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Comment: Not really... (Score 3, Interesting) 219

by Retron (#48376225) Attached to: Microsoft Losing the School Markets To iPads and Chromebooks

I work in a school. We've been through the whole "every pupil gets a computer" phase and it was a disaster - we used eeepcs running Xandros and initially there were complaints about how crummy the programs were. (IE people expected Office, but they got OpenOffice instead).

Then after a few days the breakages started - minibooks left in bags, being dropped, screens smashed, drinks spilt on them etc. So that meant that teachers couldn't rely on everyone having one any more and the whole point of them was lost. They stopped being used and we ended up getting about 30% of them back after the year was out, the rest were damaged or lost. It was an absolute waste of money and it still goes on with other schools today (those who are foolish enough to give tablets to all their pupils, anyway!)

We still use desktop PCs running Windows and Office, as it's what the real world uses (for now, at least). We provide access via UAG to our network for staff and pupils to access their documents remotely.

Google Docs, OneDrive etc are blocked for pupils. Chromebooks are pointless from our point of view due to Google Docs being blocked and lack of intergration into a Windows domain. They also don't run the programs which pupils use in school (which include some digital textbooks, additional educational needs programs, maths programs, Photoshop etc). iPads are beyond useless for our needs, as it's a faff to create spreadsheets or word process on them. Yes, it can be done, but a real keyboard and a decent PC make it much more pleasant.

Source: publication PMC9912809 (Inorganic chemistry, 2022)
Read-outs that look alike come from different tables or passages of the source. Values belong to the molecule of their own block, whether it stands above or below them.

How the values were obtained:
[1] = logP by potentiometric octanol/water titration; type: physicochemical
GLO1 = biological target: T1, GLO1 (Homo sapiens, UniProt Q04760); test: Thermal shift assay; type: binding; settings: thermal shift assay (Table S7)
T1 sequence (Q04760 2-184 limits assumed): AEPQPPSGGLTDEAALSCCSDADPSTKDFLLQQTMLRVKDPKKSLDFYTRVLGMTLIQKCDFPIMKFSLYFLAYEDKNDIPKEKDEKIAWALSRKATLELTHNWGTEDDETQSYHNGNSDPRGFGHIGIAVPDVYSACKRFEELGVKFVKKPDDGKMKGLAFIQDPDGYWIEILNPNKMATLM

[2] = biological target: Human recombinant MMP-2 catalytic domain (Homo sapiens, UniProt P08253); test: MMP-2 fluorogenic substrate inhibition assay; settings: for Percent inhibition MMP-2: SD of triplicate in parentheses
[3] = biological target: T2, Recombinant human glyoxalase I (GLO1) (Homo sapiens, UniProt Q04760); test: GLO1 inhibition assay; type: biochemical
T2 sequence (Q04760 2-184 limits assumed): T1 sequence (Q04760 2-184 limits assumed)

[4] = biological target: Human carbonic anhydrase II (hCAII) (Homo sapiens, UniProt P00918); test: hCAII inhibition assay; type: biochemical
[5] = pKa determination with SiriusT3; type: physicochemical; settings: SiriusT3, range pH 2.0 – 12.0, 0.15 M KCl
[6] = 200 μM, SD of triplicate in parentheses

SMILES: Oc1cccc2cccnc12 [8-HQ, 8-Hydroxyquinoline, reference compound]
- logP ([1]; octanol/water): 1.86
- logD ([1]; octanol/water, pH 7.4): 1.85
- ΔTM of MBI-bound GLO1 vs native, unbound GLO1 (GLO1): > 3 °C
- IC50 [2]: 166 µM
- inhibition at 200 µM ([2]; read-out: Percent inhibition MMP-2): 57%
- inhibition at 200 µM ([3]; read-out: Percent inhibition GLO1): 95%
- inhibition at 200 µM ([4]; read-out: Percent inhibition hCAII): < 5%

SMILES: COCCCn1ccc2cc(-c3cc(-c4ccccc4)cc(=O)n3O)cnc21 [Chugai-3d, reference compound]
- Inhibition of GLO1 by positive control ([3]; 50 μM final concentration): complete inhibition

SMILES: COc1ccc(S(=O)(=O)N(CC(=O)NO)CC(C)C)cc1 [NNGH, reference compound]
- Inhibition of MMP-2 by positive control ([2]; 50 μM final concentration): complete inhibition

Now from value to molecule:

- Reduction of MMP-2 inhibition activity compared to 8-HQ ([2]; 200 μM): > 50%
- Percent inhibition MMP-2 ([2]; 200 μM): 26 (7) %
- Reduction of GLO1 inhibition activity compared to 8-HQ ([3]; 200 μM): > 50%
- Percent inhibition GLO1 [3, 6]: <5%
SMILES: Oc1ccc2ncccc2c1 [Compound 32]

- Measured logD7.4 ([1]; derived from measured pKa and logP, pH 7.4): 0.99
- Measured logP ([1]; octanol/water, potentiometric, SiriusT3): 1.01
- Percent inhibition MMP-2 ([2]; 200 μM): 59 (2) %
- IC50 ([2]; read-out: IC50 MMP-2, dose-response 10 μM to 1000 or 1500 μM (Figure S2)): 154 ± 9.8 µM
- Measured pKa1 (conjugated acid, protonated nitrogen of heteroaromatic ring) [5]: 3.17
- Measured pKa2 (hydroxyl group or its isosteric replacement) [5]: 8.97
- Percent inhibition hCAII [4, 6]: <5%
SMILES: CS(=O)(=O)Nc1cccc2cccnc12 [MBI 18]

So, like most schools around this part of the UK, we have several IT rooms with desktops. We have a media suite running Premiere (having phased out Macs a few years ago), a music suite running Cubase and a DT suite running SolidWorks. We have a couple of hundred staff laptops and a couple of hundred curriculum laptops, safely locked away at night.

We are looking at at BYOD implementation, but the powers that be aren't overly keen to have teenagers running around with expensive laptops, tablets etc. And there's the whole network file access issue, we can't add the machines to the domain so they'd have to go through the somewhat clunky UAG system to access their files. There's also the line of who has responsibility to ensure the machines accessing our network are patched and up-to-date, as we don't have the resources to look after people's personal equipment.